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Gates heads to Canada for talks on war, weapons


US Defence Secretary Robert Gates departed for Canada on Wednesday for talks on the war in Afghanistan as well Ottawa’s plans to purchase F-35 fighter jets, the Pentagon said on Wednesday.

Gates initially was due to meet both his Canadian and Mexican counterparts at a first-ever summit of North American defense ministers but Mexico’s secretary of national defense, General Guillermo Galvan Galvan, could not attend due to illness, press secretary Geoff Morrell said.
An earlier attempt at a three-way meeting of the defense chiefs in July had to be scrapped because of a spike in violence in Mexico, he told a news conference.
Talks on Thursday with Canadian Defence Minister Peter MacKay would cover “ongoing US-Canada defense issues and areas of cooperation, including, of course, our mutual efforts in Afghanistan,” Morrell said.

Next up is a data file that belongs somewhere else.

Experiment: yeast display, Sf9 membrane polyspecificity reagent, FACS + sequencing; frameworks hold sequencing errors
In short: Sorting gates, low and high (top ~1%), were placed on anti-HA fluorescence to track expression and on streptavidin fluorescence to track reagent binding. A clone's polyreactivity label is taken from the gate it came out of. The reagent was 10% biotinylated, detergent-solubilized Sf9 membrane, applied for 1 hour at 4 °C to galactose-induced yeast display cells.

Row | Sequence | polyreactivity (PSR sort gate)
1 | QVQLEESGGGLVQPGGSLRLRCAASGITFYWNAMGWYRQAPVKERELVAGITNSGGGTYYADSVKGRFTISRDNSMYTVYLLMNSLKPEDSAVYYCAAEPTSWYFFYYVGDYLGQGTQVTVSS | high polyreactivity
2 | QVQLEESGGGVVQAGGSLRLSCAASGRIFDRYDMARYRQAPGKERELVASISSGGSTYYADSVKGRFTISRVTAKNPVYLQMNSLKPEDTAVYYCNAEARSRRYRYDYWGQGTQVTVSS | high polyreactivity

Amid sharp political debate in Canada over the government’s plans to buy F-35 Joint Strike Fighters, Morrell acknowledged it was “a hot button issue” that would come up for discussion.
He said international partners were vital to keeping costs under control for the radar-evading fighter, which has been dogged by delays and rising costs.
“Our partners are needed, obviously, because the more quantity you buy, the price-per-copy will drop,” he said.
“So we are obviously always trying to work with those countries that are committed to this, to keep them committed because it’s for the overall good not just of the program, but of our defense posture around the world.”
On the war in Afghanistan, Gates was expected to express appreciation to Canada for extending its military mission after lobbying from Washington.
Despite a deadline to bring all Canadian troops home by July 2011, the government plans to send 950 military trainers to a base in Kabul until 2014 in a non-combat role to advise Afghan soldiers, following the withdrawal of its 2,800 combat troops from Kandahar in the south.